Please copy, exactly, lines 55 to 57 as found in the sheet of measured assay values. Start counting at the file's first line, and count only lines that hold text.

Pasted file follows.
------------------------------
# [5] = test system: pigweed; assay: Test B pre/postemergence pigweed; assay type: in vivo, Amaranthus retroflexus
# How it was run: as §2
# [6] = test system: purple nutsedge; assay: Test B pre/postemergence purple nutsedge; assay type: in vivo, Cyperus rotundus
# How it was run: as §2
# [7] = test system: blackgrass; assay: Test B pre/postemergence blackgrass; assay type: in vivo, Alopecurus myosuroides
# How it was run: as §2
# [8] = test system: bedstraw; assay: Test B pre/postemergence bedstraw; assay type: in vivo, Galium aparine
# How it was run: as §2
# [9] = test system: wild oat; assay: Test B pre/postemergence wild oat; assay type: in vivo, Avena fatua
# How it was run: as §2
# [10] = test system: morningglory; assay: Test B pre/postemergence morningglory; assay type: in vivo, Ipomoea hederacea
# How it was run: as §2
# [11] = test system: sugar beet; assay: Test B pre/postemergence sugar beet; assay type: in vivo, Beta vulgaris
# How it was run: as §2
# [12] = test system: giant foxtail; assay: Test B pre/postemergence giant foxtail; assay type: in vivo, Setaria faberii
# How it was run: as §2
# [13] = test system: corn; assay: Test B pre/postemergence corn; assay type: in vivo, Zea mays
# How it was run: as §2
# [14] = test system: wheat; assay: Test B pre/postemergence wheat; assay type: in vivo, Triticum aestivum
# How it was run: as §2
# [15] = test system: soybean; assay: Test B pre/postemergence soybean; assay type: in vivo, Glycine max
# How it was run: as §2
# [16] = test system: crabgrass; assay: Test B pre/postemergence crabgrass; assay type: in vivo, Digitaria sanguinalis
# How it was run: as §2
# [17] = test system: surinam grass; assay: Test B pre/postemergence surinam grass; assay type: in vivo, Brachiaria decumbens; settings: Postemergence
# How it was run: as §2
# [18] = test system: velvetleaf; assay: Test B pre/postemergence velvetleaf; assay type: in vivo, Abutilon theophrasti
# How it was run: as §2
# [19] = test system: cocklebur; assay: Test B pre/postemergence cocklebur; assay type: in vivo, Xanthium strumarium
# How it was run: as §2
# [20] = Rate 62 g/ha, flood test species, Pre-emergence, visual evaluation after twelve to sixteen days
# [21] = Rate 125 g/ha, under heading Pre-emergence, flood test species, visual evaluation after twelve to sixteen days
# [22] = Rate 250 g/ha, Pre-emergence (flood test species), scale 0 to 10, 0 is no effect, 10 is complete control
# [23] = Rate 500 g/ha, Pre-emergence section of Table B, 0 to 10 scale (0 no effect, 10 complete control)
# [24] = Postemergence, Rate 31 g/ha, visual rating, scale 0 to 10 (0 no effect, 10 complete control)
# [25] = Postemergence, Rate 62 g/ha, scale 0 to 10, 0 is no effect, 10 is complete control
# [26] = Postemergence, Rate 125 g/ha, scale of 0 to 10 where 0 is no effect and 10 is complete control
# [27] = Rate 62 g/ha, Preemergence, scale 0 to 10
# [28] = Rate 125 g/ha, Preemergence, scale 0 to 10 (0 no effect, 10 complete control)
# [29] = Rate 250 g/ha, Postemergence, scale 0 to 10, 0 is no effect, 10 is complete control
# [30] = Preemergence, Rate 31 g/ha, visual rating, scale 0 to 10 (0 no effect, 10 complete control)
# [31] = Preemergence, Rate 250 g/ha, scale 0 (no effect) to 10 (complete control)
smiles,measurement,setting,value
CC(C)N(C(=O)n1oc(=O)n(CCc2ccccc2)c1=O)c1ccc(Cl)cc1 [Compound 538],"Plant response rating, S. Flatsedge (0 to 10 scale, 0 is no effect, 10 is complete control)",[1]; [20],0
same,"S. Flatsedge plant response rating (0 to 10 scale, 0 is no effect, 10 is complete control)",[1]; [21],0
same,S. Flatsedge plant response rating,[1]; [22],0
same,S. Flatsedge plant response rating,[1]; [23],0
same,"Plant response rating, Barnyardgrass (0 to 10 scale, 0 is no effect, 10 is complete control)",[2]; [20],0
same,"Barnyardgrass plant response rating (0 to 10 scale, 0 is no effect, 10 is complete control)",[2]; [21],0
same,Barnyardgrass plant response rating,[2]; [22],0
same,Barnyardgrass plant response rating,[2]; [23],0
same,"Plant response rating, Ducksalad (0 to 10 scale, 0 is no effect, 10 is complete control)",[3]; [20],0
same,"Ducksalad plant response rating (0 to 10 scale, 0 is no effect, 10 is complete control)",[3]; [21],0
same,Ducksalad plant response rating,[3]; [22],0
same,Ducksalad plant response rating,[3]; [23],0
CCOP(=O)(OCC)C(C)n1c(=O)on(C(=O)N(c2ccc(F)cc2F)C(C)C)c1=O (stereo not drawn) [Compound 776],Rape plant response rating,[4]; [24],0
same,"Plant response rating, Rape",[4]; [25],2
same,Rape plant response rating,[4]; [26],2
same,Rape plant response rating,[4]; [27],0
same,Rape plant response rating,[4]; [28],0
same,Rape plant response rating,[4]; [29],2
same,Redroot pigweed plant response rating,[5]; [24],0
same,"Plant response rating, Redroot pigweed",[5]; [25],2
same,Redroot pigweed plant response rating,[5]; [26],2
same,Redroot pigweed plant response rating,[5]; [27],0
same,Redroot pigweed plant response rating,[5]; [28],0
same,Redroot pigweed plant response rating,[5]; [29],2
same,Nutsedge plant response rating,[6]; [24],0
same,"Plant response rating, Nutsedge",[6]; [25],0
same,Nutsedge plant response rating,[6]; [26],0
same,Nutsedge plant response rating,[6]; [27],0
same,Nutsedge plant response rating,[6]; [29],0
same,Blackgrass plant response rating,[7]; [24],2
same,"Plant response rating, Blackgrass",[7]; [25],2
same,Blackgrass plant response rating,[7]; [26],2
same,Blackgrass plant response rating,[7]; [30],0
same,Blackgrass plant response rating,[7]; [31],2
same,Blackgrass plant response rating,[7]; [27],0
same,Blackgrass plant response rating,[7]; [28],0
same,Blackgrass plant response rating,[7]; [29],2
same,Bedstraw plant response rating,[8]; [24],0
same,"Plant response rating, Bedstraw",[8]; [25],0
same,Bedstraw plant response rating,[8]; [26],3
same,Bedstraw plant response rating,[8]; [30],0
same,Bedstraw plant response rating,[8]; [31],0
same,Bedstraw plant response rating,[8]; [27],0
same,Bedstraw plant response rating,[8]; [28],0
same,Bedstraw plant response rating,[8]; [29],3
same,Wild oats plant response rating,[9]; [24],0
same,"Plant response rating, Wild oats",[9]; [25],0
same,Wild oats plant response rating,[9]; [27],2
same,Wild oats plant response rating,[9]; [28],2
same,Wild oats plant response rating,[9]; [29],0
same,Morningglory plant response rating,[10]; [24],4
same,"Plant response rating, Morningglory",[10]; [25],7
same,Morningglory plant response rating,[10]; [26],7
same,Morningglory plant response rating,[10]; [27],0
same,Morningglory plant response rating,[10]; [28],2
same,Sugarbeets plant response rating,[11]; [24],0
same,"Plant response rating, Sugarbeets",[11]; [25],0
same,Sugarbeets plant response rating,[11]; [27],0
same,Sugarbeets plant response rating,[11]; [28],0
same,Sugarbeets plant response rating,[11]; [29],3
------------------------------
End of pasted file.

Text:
same,Ducksalad plant response rating,[3]; [23],0
CCOP(=O)(OCC)C(C)n1c(=O)on(C(=O)N(c2ccc(F)cc2F)C(C)C)c1=O (stereo not drawn) [Compound 776],Rape plant response rating,[4]; [24],0
same,"Plant response rating, Rape",[4]; [25],2